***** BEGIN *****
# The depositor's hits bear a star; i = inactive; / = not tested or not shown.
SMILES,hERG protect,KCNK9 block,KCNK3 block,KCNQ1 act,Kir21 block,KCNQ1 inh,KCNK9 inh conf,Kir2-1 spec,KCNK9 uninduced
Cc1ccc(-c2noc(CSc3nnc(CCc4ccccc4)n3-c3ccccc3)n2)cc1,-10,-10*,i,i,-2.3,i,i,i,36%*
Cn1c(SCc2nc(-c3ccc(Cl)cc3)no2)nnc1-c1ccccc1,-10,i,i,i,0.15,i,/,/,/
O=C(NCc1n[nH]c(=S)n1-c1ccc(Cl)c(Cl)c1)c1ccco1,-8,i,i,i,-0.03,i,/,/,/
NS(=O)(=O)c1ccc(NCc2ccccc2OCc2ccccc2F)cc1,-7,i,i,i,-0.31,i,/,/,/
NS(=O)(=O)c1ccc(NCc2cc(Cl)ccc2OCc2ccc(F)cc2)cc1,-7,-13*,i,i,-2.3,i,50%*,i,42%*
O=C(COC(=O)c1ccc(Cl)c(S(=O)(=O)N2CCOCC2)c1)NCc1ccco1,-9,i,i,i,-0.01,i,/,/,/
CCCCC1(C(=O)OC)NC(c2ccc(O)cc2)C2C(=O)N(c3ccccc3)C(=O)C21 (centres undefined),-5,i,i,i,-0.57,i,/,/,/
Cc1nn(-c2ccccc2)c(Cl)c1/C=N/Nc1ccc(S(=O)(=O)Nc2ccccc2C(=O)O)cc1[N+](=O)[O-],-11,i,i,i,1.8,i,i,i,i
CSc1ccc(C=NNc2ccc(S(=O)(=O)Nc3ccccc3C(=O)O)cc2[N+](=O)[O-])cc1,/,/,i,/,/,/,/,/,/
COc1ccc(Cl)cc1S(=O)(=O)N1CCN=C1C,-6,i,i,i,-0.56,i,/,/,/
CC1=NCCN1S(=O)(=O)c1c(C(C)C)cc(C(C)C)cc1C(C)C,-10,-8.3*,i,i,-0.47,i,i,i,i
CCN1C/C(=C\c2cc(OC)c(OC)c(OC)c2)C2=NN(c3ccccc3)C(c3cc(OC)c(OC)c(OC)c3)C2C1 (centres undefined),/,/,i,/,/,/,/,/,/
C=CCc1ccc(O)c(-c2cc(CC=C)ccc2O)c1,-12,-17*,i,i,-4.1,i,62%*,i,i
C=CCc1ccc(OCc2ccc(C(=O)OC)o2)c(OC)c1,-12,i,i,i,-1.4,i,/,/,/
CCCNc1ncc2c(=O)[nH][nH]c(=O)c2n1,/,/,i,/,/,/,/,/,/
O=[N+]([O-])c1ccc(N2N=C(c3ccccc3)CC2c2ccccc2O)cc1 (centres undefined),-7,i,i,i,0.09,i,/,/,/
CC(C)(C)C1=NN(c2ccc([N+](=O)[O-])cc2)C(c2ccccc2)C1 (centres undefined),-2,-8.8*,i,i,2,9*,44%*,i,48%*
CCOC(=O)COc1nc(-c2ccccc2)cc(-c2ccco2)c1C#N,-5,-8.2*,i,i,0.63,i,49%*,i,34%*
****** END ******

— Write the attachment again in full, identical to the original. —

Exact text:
# The depositor's hits bear a star; i = inactive; / = not tested or not shown.
SMILES,hERG protect,KCNK9 block,KCNK3 block,KCNQ1 act,Kir21 block,KCNQ1 inh,KCNK9 inh conf,Kir2-1 spec,KCNK9 uninduced
Cc1ccc(-c2noc(CSc3nnc(CCc4ccccc4)n3-c3ccccc3)n2)cc1,-10,-10*,i,i,-2.3,i,i,i,36%*
Cn1c(SCc2nc(-c3ccc(Cl)cc3)no2)nnc1-c1ccccc1,-10,i,i,i,0.15,i,/,/,/
O=C(NCc1n[nH]c(=S)n1-c1ccc(Cl)c(Cl)c1)c1ccco1,-8,i,i,i,-0.03,i,/,/,/
NS(=O)(=O)c1ccc(NCc2ccccc2OCc2ccccc2F)cc1,-7,i,i,i,-0.31,i,/,/,/
NS(=O)(=O)c1ccc(NCc2cc(Cl)ccc2OCc2ccc(F)cc2)cc1,-7,-13*,i,i,-2.3,i,50%*,i,42%*
O=C(COC(=O)c1ccc(Cl)c(S(=O)(=O)N2CCOCC2)c1)NCc1ccco1,-9,i,i,i,-0.01,i,/,/,/
CCCCC1(C(=O)OC)NC(c2ccc(O)cc2)C2C(=O)N(c3ccccc3)C(=O)C21 (centres undefined),-5,i,i,i,-0.57,i,/,/,/
Cc1nn(-c2ccccc2)c(Cl)c1/C=N/Nc1ccc(S(=O)(=O)Nc2ccccc2C(=O)O)cc1[N+](=O)[O-],-11,i,i,i,1.8,i,i,i,i
CSc1ccc(C=NNc2ccc(S(=O)(=O)Nc3ccccc3C(=O)O)cc2[N+](=O)[O-])cc1,/,/,i,/,/,/,/,/,/
COc1ccc(Cl)cc1S(=O)(=O)N1CCN=C1C,-6,i,i,i,-0.56,i,/,/,/
CC1=NCCN1S(=O)(=O)c1c(C(C)C)cc(C(C)C)cc1C(C)C,-10,-8.3*,i,i,-0.47,i,i,i,i
CCN1C/C(=C\c2cc(OC)c(OC)c(OC)c2)C2=NN(c3ccccc3)C(c3cc(OC)c(OC)c(OC)c3)C2C1 (centres undefined),/,/,i,/,/,/,/,/,/
C=CCc1ccc(O)c(-c2cc(CC=C)ccc2O)c1,-12,-17*,i,i,-4.1,i,62%*,i,i
C=CCc1ccc(OCc2ccc(C(=O)OC)o2)c(OC)c1,-12,i,i,i,-1.4,i,/,/,/
CCCNc1ncc2c(=O)[nH][nH]c(=O)c2n1,/,/,i,/,/,/,/,/,/
O=[N+]([O-])c1ccc(N2N=C(c3ccccc3)CC2c2ccccc2O)cc1 (centres undefined),-7,i,i,i,0.09,i,/,/,/
CC(C)(C)C1=NN(c2ccc([N+](=O)[O-])cc2)C(c2ccccc2)C1 (centres undefined),-2,-8.8*,i,i,2,9*,44%*,i,48%*
CCOC(=O)COc1nc(-c2ccccc2)cc(-c2ccco2)c1C#N,-5,-8.2*,i,i,0.63,i,49%*,i,34%*